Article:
The public supports the Children’s Aid Society’s (CAS) mandate to protect vulnerable children through the Child and Family Services Act (CFSA), and 1.4 Billion in tax dollars per year (2010). This money finances 53 Children’s Aid Societies across Ontario, including The Ontario Association of Children’s Aid Societies (OACAS), and agencies sensitive to the Catholic, Jewish and First Nations communities. The CAS’ core objective is to help thousands of children in crisis each year, while the OACAS exists to support the CAS through PR and marketing, education and advocacy.
To achieve this mandate, the law gives the CAS unbridled access to intervene and rescue a child from any situation where his or her life is in danger. Secrecy legislation protects the identities of these children, to ensure their vulnerability is not exploited and that they are not maliciously targeted for circumstances beyond their control. The law also protects Children’ Aid Society workers from prosecution if they don’t act maliciously, but with the intent to protect a child’s life.
The electorate has empowered the Children’s Aid Society with an authority that is par none to any governing body in the province, except the public itself, through its elected politicians.
Each of the 53 agencies is an Ontario non-share issuing corporation. This means they are a public non-profit organization, funded almost exclusively by Ontario tax dollars, including nominal funds raised through charitable events and private donors. They are not privately owned as there are no shareholders. Their properties and fixtures (assets), employee salaries, and so on, are financed by tax dollars, and each agency’s mandate is legislated by law through the CFSA. As such, their financial records are public information, as they would be for any publicly owned agency or Ministry.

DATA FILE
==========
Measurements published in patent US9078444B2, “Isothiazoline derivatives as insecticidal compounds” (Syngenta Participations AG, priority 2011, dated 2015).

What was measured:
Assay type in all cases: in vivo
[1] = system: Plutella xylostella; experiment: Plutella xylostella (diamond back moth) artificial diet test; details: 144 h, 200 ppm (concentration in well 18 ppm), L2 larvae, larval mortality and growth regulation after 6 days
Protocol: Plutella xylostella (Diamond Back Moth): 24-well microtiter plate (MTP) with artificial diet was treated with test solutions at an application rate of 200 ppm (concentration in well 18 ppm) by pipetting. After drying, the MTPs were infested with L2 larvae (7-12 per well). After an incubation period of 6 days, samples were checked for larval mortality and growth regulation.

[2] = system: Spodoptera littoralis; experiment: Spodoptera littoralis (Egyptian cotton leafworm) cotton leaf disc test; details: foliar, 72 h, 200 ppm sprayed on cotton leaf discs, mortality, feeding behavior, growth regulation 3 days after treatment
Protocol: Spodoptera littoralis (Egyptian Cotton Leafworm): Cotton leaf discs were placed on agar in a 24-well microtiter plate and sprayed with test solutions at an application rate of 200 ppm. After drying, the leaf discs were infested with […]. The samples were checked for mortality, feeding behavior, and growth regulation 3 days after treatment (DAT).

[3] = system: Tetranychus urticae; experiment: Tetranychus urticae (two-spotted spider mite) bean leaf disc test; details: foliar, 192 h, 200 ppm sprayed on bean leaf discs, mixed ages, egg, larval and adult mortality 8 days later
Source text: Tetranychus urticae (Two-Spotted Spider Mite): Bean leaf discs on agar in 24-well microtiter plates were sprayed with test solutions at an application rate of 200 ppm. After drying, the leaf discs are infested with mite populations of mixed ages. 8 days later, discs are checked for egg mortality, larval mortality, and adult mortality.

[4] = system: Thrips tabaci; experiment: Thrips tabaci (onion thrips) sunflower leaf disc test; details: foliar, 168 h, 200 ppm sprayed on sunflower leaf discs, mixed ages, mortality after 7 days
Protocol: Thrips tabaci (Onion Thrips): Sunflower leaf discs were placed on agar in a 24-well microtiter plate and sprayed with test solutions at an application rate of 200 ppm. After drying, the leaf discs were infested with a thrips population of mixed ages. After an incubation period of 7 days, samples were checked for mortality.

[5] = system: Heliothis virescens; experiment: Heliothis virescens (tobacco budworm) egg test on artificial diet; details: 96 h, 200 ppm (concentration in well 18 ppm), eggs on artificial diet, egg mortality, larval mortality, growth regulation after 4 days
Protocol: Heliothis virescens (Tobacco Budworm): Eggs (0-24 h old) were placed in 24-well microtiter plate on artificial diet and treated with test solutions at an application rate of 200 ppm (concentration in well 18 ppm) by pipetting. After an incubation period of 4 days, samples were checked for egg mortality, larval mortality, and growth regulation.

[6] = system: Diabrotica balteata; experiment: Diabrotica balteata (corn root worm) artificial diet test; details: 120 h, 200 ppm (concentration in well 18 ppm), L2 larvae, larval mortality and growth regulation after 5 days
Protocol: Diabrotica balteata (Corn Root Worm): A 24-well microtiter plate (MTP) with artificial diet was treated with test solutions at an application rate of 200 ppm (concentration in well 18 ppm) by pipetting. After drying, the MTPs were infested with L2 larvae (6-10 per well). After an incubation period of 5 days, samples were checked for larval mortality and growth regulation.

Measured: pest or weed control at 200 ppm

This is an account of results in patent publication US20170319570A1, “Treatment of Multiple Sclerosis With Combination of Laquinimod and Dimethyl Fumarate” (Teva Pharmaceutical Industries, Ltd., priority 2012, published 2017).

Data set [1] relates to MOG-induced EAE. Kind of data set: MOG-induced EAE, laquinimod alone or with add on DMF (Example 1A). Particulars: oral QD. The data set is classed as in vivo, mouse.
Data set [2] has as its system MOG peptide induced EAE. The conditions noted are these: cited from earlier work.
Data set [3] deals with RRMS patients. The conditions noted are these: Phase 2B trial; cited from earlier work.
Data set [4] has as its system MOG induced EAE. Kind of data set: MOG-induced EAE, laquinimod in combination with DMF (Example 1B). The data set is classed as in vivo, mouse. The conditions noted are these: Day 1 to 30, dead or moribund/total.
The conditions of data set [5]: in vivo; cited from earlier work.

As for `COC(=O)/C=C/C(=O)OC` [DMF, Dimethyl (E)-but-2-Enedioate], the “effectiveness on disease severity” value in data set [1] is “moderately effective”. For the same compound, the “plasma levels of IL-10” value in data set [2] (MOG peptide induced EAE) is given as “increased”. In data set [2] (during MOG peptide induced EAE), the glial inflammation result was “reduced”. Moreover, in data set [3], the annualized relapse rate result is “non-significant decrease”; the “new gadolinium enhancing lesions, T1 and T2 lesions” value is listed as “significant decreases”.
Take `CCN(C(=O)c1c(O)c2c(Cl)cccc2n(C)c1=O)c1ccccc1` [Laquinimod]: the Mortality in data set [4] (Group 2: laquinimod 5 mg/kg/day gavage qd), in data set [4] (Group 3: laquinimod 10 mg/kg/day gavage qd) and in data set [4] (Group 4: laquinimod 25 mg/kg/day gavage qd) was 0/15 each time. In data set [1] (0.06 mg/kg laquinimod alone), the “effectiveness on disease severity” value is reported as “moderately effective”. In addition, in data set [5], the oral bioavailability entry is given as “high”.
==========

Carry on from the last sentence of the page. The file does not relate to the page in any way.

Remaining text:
Their finance model is based on a “per unit basis”, which means the number of files each agency opens per child determines how much money they receive. Mike Harris’ Conservative government implemented this funding formula in the year 2000. This construct makes the tax dollars each agency receives relative to how many children they manage a year. Fewer children and open investigation files means less money. More children, more files, more money. Based on a typical business model, budget forecasts are made on the previous years’ caseload. Thus, each agency is normally allotted a similar budget to the year before, unless the agency can demonstrate an increase in the number of files open and children in care. Annual reports do not include audited financial statements, which are also not a criteria for accountability.
Agencies function autonomously, with an Executive Director and a Board at its helm. Senior staff are accountable to the Executive Director, and the Executive Director is accountable to the Ontario public through their elected Minister. In Ontario, the Ministry of Children and Youth Services (MCYS) is the governing body for the Children’s Aid Societies. The Ministry of Children and Youth Services was formed by Dalton McGuinty’s Liberal Government in October, 2003. Prior to this, the Ministry of Community and Social Services oversaw the Children’s Aid Societies.
Through the CFSA, the public has given its elected Minister cart blanche authority to manage the society. The Minister is an elected politician who is accountable to the Premier, who is then accountable to the public for the 53 Children’s Aid Societies. The chain of accountability demonstrates that the public is ultimately accountable for the workings of the Children’s Aid Societies, through the politicians it chooses to elect.